One of the greatest legends and fighters of my time was memorialized this week. People remember, grieve, celebrate and memorialize the lives of their lost ones in different ways. Every tragedy can be celebrated and every loss comes with a victory.
It was the 1996 Olympics and I was sitting there as an audience participant waiting for the torch to be lit and the games to begin. My whole life, I have been a competitor and fought as the “underdog” to leave my mark and difference in the sport loved, football. Being at the games was an honor as an athlete. Sitting behind me was Magic Johnson and we exchanged pleasantries and then focused for the big moment. It was Muhammad Ali carrying the torch to light opening ceremonies. He had already been diagnosed with Parkinson’s and was suffering from tremors that were visible to anyone watching that night. I was seated watching this legend, that kicked more tail and trained harder than anyone else talked about; holding an Olympic torch with two hands shaking uncontrollably. As he lifted up the torch with two hands, to help control the tremors, I could see the motivation, fire and classic Ali. Reading his lips and attacking the monster trying to control his mind and body (little did I know the power it took for him to achieve the victory he showed in lighting the flame) with that, the flames lit magnificently and the Olympic Games began. That moment, with his two hands, a fighter’s attitude and his strong statement stayed with me my whole life and I NEVER knew why I had such a deep emotional connection to it until January 2016. I was an athlete my whole life, played football fiercely, and became aware that it was my only path to find what would later serve me and free me of burdens I never knew. I trained hard and played hard and never gave up. I could feel my body changing and losing its battle, but I just felt I had to push harder for what I couldn’t do as well. Failure was never an option; I knew I had to find a way to get all I could…honestly never knew why until many years later. I gave myself to the game and the field every second and the game gave itself to me, it paid me well, it showed me the results of hard work and why a champion should be respected. It taught me true fear and more importantly, the true meaning of respect. It allowed me to defy odds, look at death and connect with my faith.
Other than my daughter, it’s my most respected and appreciated relationship.
It had already been a challenging year, tragic and what would be life ending for many people. The phone rings, January 2016, and what comes out next is my DAT SCAN test was positive, indicating the fight I had thought I won, was actually just the end of a long round and I had Early Parkinson’s. It’s the very beginning stages of symptoms and after three years of extensive, emotional testing, mostly alone, finally I was given a confirmed diagnosis. Bittersweet emotions, I remember that day like no other and it was more than a diagnosis. I cried more than I had in some time. As I realized my life was over and the new life of trying to defend my peers and right to be a father with a disease was now a permanent daily task. You can’t always see my Parkinson’s, but it’s there. I look good and I’m strong but it’s still a battle. I often hide during my “off periods” never wanting to show weakness, as threats had become clear and confident with each request for rest or help. Every step I take is planned and every movement can be painful and challenging. Sometimes, symptoms come and I find ways to hide them with an expression or stance. Giving up is not in my blood. I survived and fought real dark demons to get to where I am today and still am fighting those demons. I’ve had my faith challenged; family attacked and witnessed attempts to eliminate me from this world as I know it.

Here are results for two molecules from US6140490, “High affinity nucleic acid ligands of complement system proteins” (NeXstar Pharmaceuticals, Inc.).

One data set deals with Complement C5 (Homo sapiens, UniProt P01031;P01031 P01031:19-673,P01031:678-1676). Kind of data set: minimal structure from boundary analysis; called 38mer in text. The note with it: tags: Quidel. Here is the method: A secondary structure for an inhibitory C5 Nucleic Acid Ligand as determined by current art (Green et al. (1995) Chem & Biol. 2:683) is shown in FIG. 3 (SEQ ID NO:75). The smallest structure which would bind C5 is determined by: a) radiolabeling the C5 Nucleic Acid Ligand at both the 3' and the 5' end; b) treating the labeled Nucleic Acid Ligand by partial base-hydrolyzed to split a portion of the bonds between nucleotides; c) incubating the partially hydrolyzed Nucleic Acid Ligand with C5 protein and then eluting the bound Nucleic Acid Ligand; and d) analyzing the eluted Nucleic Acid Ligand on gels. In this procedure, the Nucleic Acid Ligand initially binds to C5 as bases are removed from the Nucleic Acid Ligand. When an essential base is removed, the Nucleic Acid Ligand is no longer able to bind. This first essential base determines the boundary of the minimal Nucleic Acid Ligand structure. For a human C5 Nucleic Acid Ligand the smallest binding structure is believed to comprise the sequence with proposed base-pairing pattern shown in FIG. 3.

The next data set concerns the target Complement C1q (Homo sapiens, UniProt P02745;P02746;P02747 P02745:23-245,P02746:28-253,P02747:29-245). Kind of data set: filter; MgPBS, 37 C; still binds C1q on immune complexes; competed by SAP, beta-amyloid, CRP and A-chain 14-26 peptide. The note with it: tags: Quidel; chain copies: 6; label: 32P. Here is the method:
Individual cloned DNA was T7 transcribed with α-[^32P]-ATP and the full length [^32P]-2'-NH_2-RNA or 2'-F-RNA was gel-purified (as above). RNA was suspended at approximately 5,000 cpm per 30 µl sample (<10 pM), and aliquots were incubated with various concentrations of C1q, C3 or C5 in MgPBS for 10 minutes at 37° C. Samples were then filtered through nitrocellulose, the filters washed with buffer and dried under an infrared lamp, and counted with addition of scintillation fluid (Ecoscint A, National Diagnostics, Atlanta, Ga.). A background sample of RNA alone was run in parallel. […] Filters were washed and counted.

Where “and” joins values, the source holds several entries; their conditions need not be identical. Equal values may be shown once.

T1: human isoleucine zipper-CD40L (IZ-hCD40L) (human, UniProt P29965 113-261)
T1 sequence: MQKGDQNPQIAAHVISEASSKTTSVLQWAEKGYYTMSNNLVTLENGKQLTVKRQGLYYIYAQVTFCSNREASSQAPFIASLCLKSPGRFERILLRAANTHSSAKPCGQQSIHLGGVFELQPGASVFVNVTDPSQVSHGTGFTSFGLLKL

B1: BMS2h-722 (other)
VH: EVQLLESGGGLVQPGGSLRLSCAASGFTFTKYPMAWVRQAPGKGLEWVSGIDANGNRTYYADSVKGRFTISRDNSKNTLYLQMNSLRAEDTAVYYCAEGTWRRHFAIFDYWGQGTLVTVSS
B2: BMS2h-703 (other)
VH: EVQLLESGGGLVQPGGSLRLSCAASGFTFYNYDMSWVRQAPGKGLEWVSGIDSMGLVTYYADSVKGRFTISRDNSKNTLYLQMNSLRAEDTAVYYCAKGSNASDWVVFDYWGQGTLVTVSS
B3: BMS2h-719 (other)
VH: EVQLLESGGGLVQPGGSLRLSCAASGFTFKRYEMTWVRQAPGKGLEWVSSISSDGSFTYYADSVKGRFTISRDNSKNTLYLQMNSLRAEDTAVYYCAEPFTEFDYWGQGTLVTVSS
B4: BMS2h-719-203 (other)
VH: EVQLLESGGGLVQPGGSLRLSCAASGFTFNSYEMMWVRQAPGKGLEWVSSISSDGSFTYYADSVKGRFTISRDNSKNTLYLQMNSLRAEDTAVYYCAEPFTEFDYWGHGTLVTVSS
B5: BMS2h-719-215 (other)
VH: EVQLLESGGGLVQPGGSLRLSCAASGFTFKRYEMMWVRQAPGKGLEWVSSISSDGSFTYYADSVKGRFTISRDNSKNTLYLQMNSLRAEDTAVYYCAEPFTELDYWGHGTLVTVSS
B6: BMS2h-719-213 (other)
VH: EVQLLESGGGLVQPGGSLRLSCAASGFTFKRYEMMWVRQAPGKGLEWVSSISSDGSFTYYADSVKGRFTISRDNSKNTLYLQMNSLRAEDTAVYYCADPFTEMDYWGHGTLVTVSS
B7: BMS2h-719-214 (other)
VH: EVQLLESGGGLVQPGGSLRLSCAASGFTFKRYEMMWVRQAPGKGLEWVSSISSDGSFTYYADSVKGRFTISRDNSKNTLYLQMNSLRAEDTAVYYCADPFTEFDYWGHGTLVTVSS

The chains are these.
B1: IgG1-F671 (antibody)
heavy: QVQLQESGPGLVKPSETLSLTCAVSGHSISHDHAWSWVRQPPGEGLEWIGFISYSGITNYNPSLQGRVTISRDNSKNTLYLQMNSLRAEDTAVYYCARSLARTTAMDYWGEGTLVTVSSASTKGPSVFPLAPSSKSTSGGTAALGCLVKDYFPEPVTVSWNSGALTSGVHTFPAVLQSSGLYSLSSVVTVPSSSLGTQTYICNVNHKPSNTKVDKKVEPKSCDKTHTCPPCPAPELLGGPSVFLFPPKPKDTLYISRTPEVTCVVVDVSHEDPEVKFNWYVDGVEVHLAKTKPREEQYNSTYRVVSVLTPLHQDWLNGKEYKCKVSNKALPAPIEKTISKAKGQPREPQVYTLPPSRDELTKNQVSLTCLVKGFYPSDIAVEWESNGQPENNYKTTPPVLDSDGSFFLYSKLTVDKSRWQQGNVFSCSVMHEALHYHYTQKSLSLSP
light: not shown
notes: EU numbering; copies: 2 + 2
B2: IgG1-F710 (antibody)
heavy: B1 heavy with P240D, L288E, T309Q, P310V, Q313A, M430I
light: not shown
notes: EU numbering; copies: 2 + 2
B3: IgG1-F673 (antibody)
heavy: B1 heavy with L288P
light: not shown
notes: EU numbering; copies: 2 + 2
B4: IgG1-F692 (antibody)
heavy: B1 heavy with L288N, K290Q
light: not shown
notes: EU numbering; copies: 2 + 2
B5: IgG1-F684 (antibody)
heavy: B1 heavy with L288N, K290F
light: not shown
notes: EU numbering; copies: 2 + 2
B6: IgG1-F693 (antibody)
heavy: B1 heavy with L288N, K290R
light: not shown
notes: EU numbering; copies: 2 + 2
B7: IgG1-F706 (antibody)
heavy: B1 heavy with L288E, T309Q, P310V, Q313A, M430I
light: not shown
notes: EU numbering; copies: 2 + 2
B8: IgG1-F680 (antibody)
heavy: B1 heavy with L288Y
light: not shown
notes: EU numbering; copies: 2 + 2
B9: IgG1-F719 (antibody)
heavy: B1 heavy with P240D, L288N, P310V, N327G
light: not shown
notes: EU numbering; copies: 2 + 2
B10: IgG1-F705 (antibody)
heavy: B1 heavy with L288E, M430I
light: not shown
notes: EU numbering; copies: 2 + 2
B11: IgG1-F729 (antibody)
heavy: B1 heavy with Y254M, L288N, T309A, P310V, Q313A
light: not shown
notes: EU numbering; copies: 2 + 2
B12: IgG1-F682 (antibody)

Like you see with Michael J Fox and the late great Muhammad Ali, Parkinson’s is not who you are or what defines you. We define it. What is needed are schedules, consistency and support to have something to fight for every day. Muhammad Ali influenced me in such a sincere and emotional way, that hearing that he passed moved me to tears. Any of my peers losing their battle is what tears me apart inside. When my peers are hurting, struggling, depressed, alone and feeling like a burden to the disease. My peers are what keep me motivated to speak my voice, to find answers and to rise above the stereotypes of the disease. Nothing defines you unless you give it the power too.
My peers need me and I need them and there is no greater cause to dedicate oneself too. Life is not just a battle inside the ring or on the field. Life is a battle and Parkinson’s already has shown me the heart of a champion and the power it enables from within. Muhammad Ali saved and enabled my new life.
I thank Muhammad Ali, Michael J Fox, Robin Williams, my mentor Brack Rowe and all my peers for their daily fight to not be defined by the perimeters of a disease. There are answers and there are resources.
Rest in peace to the legend and the fighter.